Teens 'Mocked' by Their Parents Are at Greater Risk for Bullying, Victimization

Jim Liebelt | Senior Writer, Editor and Researcher for the HomeWord Center for Youth and Family at Azusa Pacific University | Thursday, July 11, 2019

Teens 'Mocked' by Their Parents Are at Greater Risk for Bullying, Victimization

*The following is excerpted from an online article posted on ScienceDaily.

New evidence suggests that adolescent bullying and victimization may have origins in the home. Many bullies have parents who are hostile, punitive and rejecting. Researchers from Florida Atlantic University's Charles E. Schmidt College of Science, Concordia University in Montreal, Canada, and Uppsala University in Sweden, have identified another type of parenting that contributes to peer difficulties: those who direct derision and contempt at their children.

Derisive parents use demeaning or belittling expressions that humiliate and frustrate the child, without any obvious provocation from the child. These parents respond to child engagement with criticism, sarcasm, put-downs and hostility, and rely on emotional and physical coercion to obtain compliance.

The study, published in the Journal of Youth and Adolescence, emphasizes the emotional underpinnings of peer difficulties. The researchers followed 1,409 children for three consecutive years from grades 7 to 9 (ages 13-15 years).

Findings show that derisive parenting fosters dysregulated anger in adolescent children. Dysregulated anger is indicative of difficulties regulating emotion, which typically result in negative emotions, verbal and physical aggression, and hostility. Increases in dysregulated anger, in turn, place adolescents at greater risk for bullying and victimization, and for becoming bully-victims (bullies who also are victimized by other bullies).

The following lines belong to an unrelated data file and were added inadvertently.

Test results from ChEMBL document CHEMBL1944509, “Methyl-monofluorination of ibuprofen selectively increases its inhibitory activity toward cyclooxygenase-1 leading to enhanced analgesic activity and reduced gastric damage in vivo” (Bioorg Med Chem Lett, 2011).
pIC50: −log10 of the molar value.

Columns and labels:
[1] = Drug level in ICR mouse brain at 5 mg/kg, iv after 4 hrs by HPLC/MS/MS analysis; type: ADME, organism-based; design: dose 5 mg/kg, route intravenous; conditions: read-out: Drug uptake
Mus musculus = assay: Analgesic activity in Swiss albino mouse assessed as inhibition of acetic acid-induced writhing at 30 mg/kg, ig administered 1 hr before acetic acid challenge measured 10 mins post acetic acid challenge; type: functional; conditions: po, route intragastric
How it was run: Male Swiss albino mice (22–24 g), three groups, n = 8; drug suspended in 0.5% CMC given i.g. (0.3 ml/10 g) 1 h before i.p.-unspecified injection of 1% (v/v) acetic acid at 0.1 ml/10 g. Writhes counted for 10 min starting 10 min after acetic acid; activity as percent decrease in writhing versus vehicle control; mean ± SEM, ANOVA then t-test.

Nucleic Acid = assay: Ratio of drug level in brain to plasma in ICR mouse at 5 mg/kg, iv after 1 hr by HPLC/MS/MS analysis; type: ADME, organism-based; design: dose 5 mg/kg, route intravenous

The latter finding is noteworthy given that past research indicates that bully-victims are at the greatest risk for poor mental health, behavioral difficulties, and suicidal thoughts when compared to "pure" victims, "pure" bullies, or non-victims. Identification of the family-specific origins of bully-victim status may be a key step in limiting or preventing such poor outcomes.

Importantly, these findings held after controlling for parenting behaviors implicated in child adjustment, such as warmth, control and physical punishment. This study suggests that derisive behavior is a unique form of parenting that increases the risks that adolescent children will adopt inappropriate anger management strategies that increases their risk for peer difficulties.

Source: ScienceDaily
https://www.sciencedaily.com/releases/2019/07/190709110230.htm